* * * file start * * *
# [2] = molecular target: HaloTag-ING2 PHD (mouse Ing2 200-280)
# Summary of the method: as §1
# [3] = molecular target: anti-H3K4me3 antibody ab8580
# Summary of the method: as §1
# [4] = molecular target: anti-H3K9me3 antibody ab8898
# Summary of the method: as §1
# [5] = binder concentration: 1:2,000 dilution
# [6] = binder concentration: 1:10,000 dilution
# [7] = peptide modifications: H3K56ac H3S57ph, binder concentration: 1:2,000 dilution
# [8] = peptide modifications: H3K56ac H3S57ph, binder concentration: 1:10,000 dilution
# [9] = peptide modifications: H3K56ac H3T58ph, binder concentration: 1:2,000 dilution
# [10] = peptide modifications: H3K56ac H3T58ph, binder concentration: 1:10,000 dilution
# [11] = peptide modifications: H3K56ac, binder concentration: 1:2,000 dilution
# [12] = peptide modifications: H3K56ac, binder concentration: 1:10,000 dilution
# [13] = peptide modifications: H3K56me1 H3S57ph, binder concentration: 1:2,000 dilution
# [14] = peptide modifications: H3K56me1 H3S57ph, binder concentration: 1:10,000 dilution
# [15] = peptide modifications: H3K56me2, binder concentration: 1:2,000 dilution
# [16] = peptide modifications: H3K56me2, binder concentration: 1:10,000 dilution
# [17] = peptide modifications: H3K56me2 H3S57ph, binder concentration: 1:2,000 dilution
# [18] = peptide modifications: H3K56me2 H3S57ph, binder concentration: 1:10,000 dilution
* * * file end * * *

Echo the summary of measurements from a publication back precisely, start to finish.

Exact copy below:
# [2] = molecular target: HaloTag-ING2 PHD (mouse Ing2 200-280)
# Summary of the method: as §1
# [3] = molecular target: anti-H3K4me3 antibody ab8580
# Summary of the method: as §1
# [4] = molecular target: anti-H3K9me3 antibody ab8898
# Summary of the method: as §1
# [5] = binder concentration: 1:2,000 dilution
# [6] = binder concentration: 1:10,000 dilution
# [7] = peptide modifications: H3K56ac H3S57ph, binder concentration: 1:2,000 dilution
# [8] = peptide modifications: H3K56ac H3S57ph, binder concentration: 1:10,000 dilution
# [9] = peptide modifications: H3K56ac H3T58ph, binder concentration: 1:2,000 dilution
# [10] = peptide modifications: H3K56ac H3T58ph, binder concentration: 1:10,000 dilution
# [11] = peptide modifications: H3K56ac, binder concentration: 1:2,000 dilution
# [12] = peptide modifications: H3K56ac, binder concentration: 1:10,000 dilution
# [13] = peptide modifications: H3K56me1 H3S57ph, binder concentration: 1:2,000 dilution
# [14] = peptide modifications: H3K56me1 H3S57ph, binder concentration: 1:10,000 dilution
# [15] = peptide modifications: H3K56me2, binder concentration: 1:2,000 dilution
# [16] = peptide modifications: H3K56me2, binder concentration: 1:10,000 dilution
# [17] = peptide modifications: H3K56me2 H3S57ph, binder concentration: 1:2,000 dilution
# [18] = peptide modifications: H3K56me2 H3S57ph, binder concentration: 1:10,000 dilution